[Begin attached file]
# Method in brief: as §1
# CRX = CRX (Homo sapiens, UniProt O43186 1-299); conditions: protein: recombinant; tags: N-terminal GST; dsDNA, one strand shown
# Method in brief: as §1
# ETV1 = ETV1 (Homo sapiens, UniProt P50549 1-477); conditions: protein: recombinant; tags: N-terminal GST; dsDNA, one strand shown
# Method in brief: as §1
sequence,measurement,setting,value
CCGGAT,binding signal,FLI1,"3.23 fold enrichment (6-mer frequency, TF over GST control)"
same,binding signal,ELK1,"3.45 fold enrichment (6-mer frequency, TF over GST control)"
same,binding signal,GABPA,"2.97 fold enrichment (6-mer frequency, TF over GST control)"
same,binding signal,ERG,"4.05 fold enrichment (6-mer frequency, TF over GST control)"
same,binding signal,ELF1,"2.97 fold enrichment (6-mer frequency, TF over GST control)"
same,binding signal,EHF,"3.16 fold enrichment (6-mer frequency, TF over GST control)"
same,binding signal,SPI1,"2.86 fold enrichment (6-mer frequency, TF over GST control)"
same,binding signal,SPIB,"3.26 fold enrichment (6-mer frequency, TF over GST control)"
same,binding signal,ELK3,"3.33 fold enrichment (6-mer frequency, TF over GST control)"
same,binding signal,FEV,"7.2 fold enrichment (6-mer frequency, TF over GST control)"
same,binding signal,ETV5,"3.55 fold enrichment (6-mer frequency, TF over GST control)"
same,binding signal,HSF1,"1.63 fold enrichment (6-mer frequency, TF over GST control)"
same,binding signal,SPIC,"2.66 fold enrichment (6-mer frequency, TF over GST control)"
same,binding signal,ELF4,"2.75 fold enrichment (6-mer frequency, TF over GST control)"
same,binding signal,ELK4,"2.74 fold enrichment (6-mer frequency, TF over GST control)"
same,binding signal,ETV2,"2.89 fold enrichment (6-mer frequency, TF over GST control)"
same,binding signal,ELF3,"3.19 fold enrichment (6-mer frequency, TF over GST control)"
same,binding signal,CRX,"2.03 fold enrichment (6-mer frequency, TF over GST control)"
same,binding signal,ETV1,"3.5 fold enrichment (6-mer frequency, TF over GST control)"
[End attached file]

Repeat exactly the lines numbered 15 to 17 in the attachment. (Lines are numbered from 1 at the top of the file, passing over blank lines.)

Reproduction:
same,binding signal,ELK3,"3.33 fold enrichment (6-mer frequency, TF over GST control)"
same,binding signal,FEV,"7.2 fold enrichment (6-mer frequency, TF over GST control)"
same,binding signal,ETV5,"3.55 fold enrichment (6-mer frequency, TF over GST control)"